the good will of the central city was especially necessary to the great man of the hour.

And now Augustus went through those progressive steps in the nomenclature of despotic power, which have been usual when any country has submitted to a new despot. Or rather, he set those examples which other new despots have followed. And it is impossible not to admire the depth of his political sagacity, his accurate knowledge of the people, and his unerring steps towards the goal of his ambition.

The first name which he assumed was that of "Imperator"-as being a humble title applying merely to military command, and having no reference to civic rule. To our ears this term, modernized into the customary name of Emperor, is the most princely which man can assume. But it was not so then. The General at the head of troops was always entitled to be so called, providing he had achieved a certain amount of military success; and as the new prince of course kept up his army, he equally of course kept up the name. This name, it is true, he offered to resign with many magnanimous protestations as to his indifference to military supremacy, and anxiety for the city's welfare. But such protestations were well understood, and he was prevailed on without much difficulty to wave his objections. Had he called himself "Dictator," as his uncle had done, he would have offended deeply the scruples of his countrymen. The name of Triumvir also was unpopular; but no harm could be thought of a ruler whose ambition could satisfy itself with the soldier's rank which he had won in fighting his country's battles. And thus mighty monarchs, who have themselves fought no battles at all, but merely allowed their deputies to do so for them, have from that day to this been called Emperors.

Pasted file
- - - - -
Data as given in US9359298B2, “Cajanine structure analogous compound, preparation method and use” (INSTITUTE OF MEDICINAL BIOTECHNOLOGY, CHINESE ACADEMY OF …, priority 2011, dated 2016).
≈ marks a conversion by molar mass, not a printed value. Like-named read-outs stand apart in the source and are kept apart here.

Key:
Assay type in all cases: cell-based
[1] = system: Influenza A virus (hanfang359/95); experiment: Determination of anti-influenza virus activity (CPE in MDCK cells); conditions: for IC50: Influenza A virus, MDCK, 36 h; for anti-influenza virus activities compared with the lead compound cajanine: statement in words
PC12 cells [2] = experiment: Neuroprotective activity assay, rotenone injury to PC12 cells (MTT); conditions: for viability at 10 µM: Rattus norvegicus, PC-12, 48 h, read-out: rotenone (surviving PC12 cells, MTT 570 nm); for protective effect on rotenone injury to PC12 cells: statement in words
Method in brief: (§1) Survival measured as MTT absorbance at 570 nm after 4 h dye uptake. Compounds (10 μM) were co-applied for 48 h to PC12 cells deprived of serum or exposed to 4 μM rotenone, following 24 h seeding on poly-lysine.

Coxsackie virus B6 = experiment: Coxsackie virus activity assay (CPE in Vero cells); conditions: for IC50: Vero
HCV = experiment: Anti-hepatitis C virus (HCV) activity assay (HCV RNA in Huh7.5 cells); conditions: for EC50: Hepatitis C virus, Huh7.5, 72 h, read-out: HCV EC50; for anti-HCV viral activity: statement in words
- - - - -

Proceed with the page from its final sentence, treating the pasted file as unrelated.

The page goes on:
He then assumed a power which is in our days, and in our country, the most valued appanage of sovereignty. He constituted himself the fountain of titled honor in the state, and this he did with most excellent state-craft. There had been among Rome's great officers, in her palmy days, a class, by no means least in dignity, who

were called Censors. To them be